Russian Ark Movie Review
Three hundred years of Russian history are presented in a single, 90-something minute shot. If that isn't a technical marvel, I don't know what is. Unfortunately, I could film a 90-minute shot of cars driving by and it would be just as entertaining as Russian Ark.
It probably doesn't help that I really only know my Russian history beginning with the assassination of the royal family, but regardless, Russian Ark is a dull, meandering and ultimately weird movie that leaves little to be desired for. Obviously, filming a movie for 90 minutes with a single take (think of the preparations that went into this) is impressive, but Russian Ark was not nearly as intricate as I suspected.
Get this: the plot of the movie, seemingly, is that a Russian cameraman (the narrator) and some weird-looking European guy who can suddenly speak Russian are transported back in time and go on this journey through Russian history, which mainly seems to take place in St. Petersberg. There are no characters are plot; the camera just rolls along at a slow pace and the two "main" characters exchange odd dialogue about art and Russian history.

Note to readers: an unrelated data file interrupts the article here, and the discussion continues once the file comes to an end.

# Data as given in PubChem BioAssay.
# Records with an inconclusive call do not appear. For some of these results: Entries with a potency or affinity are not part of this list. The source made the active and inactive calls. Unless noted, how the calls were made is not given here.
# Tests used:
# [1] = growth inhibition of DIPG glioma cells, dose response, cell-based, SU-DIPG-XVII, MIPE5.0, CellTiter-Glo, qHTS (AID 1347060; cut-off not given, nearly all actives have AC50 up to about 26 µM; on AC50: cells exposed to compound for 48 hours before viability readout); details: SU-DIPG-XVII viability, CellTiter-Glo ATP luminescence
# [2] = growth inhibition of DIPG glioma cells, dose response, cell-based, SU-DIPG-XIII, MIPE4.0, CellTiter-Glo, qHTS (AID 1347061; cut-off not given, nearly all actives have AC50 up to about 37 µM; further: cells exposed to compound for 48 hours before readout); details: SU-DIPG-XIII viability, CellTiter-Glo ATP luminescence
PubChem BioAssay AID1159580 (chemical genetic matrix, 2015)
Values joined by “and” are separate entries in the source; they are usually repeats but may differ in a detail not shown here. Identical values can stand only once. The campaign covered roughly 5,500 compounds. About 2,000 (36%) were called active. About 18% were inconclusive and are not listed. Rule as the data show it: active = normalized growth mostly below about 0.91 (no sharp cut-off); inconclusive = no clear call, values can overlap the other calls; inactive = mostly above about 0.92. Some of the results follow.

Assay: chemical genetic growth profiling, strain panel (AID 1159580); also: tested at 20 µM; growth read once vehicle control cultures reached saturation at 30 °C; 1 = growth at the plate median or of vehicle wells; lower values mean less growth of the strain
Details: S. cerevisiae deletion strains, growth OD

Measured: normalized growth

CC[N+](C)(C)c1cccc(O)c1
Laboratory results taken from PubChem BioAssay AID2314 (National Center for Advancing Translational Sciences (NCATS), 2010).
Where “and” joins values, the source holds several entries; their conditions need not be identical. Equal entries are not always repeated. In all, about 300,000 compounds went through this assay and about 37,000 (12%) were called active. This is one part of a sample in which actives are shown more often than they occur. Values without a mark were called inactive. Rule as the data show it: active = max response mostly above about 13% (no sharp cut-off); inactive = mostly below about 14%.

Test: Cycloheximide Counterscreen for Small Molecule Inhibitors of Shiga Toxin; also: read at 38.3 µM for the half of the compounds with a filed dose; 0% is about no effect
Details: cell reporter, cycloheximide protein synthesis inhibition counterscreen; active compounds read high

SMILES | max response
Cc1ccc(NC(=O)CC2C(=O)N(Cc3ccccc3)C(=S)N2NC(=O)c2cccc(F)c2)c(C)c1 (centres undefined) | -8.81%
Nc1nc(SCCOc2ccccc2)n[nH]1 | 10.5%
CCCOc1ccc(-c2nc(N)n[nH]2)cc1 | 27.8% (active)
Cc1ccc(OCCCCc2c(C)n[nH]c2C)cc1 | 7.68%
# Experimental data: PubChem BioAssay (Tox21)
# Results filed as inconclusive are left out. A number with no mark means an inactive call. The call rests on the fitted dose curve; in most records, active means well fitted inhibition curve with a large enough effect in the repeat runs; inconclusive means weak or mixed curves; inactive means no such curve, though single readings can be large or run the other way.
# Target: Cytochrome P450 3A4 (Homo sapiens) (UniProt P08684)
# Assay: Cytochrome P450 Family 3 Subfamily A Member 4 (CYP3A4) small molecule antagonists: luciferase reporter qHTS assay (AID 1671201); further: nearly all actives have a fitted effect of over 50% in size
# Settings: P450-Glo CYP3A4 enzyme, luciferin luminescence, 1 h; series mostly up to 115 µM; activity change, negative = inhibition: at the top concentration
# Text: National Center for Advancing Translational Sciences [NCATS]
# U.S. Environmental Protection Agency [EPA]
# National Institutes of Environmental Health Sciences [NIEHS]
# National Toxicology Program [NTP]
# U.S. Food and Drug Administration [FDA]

Again, not to dismiss the immense discipline it takes to film an entire movie in one take, but it is just not as intricate as I expected, and was hoping for. Half of the time the camera just pans along corridors looking at artwork, and the weird European guy remarks that the Russians have no class, and then changes his mind. Several times. I personally find art museums rather boring, and it felt as though I was in one here.
The other half of the movie, the half where actors are actually doing something, felt as though I were in a museum exhibit, where you go from one display to the next in a progression of history. There are no real characters to become connected with, and aside from the pointless and repetitive dialogue between the cameraman and the weird European, very little dialogue at all.
Russian Ark is a major disappointment. I was intrigued by the technical aspects of the film, but having seen it am not even impressed with those. The camerawork is so simple and meandering that it hardly seems to difficult. What really hurts is a lack of any story or meaningful characters; the director had to throw in a narrator just to explain what we were seeing on screen from time to time. What a waste of time.
Review by Erik Samdahl unless otherwise indicated.